Winter storms that swept through the south last month caused long-term damage in several states, withwithout electricity and without water for days. While the focus was on the Lone Star State, Jackson, Mississippi continues to suffer from storm-related issues.
In anticipation of a storm on February 14, Mississippi Governor Reeves and Lieutenant Governor Delbert Hosemann declared a state of emergency. The storm left thousands of people in the state without power, which has since been almost fully recovered.
However, Jackson is still feeling the effects of the storm, with a boil water advisory still in place, more than two weeks after the blizzard. Reeves too activated the National Guard to assist with water distribution efforts in the area. And the city has set up several non-potable water or flushing water distribution sites this week.
“During this crisis, a total of 80 water pipe ruptures / leaks have been reported across the city,” according to a press release from the city. As of Sunday evening, 51 repairs had been made by the water maintenance department, which continued to work on the repairs.
In addition to boiling water during the crisis, residents are also urged to limit their water consumption. A representative for the city of Jackson told CBS News it is not known how many people were without water because the system – which serves 43,000 customers – is old. The city counts and records water outages by calling them.
At a press conference on the city’s water supply on Sunday, Mayor Chokwe Lumumba said the lack of water was a health and sanitation issue. “We have seen several areas without water that are starting to see water, but we are certainly far from ready to claim victory until every inhabitant has reclaimed their water,” said Lumumba.
City engineer Dr Charles Williams said Sunday was “a much better day” than the last. “The complex nature is that our system broke down, like a computer, and now we’re trying to rebuild it,” he said. “And so the progress has been very slow.”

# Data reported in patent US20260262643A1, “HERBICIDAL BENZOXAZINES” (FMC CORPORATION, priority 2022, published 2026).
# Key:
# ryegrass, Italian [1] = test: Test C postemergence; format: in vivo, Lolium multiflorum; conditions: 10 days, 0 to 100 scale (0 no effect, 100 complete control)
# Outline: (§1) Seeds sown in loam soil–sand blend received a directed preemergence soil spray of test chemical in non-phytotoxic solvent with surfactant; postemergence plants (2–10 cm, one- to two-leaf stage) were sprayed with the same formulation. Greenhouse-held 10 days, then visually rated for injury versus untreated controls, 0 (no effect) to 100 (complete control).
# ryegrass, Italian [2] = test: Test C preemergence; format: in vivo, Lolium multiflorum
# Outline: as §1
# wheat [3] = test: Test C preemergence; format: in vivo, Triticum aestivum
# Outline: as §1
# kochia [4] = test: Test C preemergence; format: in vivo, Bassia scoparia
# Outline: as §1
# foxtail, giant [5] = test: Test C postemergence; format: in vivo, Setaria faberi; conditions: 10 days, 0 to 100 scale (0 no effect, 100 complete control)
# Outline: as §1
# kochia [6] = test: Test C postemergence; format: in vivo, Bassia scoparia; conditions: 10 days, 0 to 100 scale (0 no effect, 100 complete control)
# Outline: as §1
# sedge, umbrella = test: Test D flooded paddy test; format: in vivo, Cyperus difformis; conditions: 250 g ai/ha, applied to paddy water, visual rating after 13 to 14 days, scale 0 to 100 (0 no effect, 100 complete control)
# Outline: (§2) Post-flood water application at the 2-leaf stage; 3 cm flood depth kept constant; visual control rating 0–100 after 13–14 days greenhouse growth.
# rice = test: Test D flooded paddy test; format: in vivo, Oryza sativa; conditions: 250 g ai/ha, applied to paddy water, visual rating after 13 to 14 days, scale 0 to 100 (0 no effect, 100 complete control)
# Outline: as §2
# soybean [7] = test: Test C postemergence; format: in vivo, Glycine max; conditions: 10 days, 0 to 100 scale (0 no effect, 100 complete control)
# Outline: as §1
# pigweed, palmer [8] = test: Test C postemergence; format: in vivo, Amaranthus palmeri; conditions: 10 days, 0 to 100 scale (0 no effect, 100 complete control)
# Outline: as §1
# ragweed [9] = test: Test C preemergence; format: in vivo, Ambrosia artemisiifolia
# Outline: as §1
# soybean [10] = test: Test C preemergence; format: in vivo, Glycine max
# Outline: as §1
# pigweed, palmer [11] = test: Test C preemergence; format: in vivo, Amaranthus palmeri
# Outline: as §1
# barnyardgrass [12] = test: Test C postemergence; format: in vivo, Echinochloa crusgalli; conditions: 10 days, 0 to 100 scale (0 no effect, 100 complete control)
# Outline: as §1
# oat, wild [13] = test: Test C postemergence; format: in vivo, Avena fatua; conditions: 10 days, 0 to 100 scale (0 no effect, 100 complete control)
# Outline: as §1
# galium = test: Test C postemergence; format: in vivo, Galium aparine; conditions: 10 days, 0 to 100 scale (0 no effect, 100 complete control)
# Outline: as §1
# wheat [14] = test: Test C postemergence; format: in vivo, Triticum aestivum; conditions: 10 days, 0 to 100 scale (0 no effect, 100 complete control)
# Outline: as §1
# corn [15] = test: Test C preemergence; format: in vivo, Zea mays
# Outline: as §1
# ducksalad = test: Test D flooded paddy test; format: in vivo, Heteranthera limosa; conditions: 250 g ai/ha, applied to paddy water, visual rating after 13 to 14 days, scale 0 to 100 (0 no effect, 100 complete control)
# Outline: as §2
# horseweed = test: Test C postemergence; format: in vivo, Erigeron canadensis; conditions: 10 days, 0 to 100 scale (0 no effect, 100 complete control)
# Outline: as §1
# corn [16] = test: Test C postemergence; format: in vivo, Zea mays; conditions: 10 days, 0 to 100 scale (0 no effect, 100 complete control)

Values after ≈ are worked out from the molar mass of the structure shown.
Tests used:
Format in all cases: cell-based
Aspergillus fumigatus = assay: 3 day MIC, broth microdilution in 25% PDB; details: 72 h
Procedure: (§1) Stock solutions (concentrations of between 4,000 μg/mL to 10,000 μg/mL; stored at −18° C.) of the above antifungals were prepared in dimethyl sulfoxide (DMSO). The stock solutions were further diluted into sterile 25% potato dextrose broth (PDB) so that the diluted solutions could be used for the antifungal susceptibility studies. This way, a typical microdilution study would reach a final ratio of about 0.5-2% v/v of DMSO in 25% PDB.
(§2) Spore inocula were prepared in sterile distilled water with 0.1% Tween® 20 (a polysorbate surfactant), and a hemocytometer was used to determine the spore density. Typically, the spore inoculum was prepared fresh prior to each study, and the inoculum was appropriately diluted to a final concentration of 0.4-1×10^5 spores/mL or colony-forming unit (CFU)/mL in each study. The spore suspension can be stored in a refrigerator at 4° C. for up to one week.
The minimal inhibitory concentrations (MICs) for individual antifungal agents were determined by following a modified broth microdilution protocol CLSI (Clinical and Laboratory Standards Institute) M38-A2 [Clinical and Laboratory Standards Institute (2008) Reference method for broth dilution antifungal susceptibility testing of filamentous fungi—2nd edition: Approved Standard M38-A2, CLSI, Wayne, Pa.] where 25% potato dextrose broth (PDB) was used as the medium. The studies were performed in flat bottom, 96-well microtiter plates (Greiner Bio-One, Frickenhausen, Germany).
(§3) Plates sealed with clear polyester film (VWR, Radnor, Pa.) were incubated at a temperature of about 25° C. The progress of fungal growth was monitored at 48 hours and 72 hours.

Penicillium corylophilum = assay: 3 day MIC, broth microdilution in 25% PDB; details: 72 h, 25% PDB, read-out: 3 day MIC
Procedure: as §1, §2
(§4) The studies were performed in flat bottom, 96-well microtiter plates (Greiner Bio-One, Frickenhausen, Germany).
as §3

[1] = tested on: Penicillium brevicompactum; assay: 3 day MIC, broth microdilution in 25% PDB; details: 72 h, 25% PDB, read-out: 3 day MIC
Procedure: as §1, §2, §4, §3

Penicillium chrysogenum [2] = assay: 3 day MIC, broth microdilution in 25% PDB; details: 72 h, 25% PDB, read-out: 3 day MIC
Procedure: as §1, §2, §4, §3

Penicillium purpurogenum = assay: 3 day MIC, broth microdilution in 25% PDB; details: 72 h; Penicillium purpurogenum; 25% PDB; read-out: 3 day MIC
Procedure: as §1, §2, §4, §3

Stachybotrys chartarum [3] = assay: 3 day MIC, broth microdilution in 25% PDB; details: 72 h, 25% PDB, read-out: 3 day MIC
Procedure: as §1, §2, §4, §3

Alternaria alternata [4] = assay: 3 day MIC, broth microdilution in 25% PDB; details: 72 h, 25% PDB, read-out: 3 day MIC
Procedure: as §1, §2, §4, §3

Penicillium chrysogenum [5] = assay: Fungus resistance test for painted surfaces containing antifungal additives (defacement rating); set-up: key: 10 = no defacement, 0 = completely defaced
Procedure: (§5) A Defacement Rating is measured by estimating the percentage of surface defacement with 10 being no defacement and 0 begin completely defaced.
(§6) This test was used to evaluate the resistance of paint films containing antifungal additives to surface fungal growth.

Williams said that once the city’s water tanks are replenished using water supplies from two factories, city officials will focus on lifting the boil water advisories. water.
“I know the residents are trying to understand this process and be patient – they just want to see water,” Lumumba said. “I think it’s important to start by understanding that what we had to face and what we saw as a result of the winter storm, the water treatment facilities are not supposed to close down to the level that we have known.
Lumumba said that because the water facilities have been shut down, “the process of getting him back to where he was before the storm was a difficult recovery process.” The mayor also said Jackson is a “legacy town” and needs long-term support to deal with the water problem “which has gone on for decades without being adequately addressed.”
He said Jackson is an “aging city with an aging budget” with an annual budget of around $ 300 million and “more than likely a more than $ 2 billion problem with our infrastructure.” He did not specify a timeline for when the water would be restored. CBS News has contacted Lumumba, Williams and City Council and the Department of Public Works for a statement or comment and is awaiting a response.